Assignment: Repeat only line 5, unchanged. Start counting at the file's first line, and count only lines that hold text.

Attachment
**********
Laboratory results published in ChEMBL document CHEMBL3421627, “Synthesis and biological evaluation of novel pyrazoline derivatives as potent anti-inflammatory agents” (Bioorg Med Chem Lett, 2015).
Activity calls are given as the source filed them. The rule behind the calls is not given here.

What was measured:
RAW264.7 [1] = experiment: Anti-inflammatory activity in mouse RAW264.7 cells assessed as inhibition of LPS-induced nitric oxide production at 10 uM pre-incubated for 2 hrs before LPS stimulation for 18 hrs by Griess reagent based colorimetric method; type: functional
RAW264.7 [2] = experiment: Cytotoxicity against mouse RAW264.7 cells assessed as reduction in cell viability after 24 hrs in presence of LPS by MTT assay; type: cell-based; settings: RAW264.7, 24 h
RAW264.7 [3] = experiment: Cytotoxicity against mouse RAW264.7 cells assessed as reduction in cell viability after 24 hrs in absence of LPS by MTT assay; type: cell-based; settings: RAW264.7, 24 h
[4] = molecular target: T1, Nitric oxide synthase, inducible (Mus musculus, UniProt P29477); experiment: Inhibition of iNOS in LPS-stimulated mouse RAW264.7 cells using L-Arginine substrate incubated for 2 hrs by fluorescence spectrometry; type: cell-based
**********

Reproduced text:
RAW264.7 [2] = experiment: Cytotoxicity against mouse RAW264.7 cells assessed as reduction in cell viability after 24 hrs in presence of LPS by MTT assay; type: cell-based; settings: RAW264.7, 24 h